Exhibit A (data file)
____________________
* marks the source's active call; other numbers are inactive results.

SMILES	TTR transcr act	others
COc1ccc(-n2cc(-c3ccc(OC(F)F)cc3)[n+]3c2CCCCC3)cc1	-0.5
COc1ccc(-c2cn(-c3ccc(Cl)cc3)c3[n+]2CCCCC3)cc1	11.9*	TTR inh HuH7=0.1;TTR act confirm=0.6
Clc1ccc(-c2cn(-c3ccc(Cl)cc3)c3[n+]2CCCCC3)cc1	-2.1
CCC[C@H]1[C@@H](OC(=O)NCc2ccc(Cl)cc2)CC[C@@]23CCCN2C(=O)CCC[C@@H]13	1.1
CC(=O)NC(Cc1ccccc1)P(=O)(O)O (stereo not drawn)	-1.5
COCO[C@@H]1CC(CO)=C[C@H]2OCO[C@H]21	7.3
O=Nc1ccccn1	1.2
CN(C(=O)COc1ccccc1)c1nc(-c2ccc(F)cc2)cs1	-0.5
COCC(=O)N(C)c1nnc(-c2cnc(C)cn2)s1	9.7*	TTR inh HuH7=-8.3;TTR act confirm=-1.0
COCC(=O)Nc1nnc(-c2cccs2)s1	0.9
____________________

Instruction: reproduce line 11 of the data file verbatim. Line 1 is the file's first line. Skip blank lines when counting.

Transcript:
COCC(=O)N(C)c1nnc(-c2cnc(C)cn2)s1	9.7*	TTR inh HuH7=-8.3;TTR act confirm=-1.0